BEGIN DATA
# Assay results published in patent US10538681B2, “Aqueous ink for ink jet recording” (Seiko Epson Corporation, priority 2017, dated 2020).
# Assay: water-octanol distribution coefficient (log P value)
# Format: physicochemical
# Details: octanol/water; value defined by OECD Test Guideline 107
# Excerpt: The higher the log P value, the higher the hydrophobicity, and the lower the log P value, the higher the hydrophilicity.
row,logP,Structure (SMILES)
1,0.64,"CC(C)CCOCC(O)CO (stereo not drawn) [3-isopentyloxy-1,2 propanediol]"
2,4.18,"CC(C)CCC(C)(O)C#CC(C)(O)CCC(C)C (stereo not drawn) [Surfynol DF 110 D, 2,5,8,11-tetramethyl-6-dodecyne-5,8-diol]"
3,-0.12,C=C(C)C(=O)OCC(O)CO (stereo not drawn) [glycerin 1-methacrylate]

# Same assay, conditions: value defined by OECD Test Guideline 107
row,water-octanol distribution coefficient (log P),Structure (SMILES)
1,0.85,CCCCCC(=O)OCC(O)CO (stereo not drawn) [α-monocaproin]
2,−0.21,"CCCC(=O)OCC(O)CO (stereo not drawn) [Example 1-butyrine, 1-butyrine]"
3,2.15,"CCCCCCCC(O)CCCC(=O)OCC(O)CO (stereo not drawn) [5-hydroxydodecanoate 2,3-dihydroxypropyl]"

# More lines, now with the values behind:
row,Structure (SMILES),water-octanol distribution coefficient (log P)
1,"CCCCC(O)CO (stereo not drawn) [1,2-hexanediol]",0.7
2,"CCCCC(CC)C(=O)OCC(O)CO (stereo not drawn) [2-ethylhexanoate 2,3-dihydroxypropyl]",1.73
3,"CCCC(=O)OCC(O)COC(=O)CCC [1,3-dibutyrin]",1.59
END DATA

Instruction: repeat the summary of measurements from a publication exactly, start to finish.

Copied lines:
# Assay results published in patent US10538681B2, “Aqueous ink for ink jet recording” (Seiko Epson Corporation, priority 2017, dated 2020).
# Assay: water-octanol distribution coefficient (log P value)
# Format: physicochemical
# Details: octanol/water; value defined by OECD Test Guideline 107
# Excerpt: The higher the log P value, the higher the hydrophobicity, and the lower the log P value, the higher the hydrophilicity.
row,logP,Structure (SMILES)
1,0.64,"CC(C)CCOCC(O)CO (stereo not drawn) [3-isopentyloxy-1,2 propanediol]"
2,4.18,"CC(C)CCC(C)(O)C#CC(C)(O)CCC(C)C (stereo not drawn) [Surfynol DF 110 D, 2,5,8,11-tetramethyl-6-dodecyne-5,8-diol]"
3,-0.12,C=C(C)C(=O)OCC(O)CO (stereo not drawn) [glycerin 1-methacrylate]

# Same assay, conditions: value defined by OECD Test Guideline 107
row,water-octanol distribution coefficient (log P),Structure (SMILES)
1,0.85,CCCCCC(=O)OCC(O)CO (stereo not drawn) [α-monocaproin]
2,−0.21,"CCCC(=O)OCC(O)CO (stereo not drawn) [Example 1-butyrine, 1-butyrine]"
3,2.15,"CCCCCCCC(O)CCCC(=O)OCC(O)CO (stereo not drawn) [5-hydroxydodecanoate 2,3-dihydroxypropyl]"

# More lines, now with the values behind:
row,Structure (SMILES),water-octanol distribution coefficient (log P)
1,"CCCCC(O)CO (stereo not drawn) [1,2-hexanediol]",0.7
2,"CCCCC(CC)C(=O)OCC(O)CO (stereo not drawn) [2-ethylhexanoate 2,3-dihydroxypropyl]",1.73
3,"CCCC(=O)OCC(O)COC(=O)CCC [1,3-dibutyrin]",1.59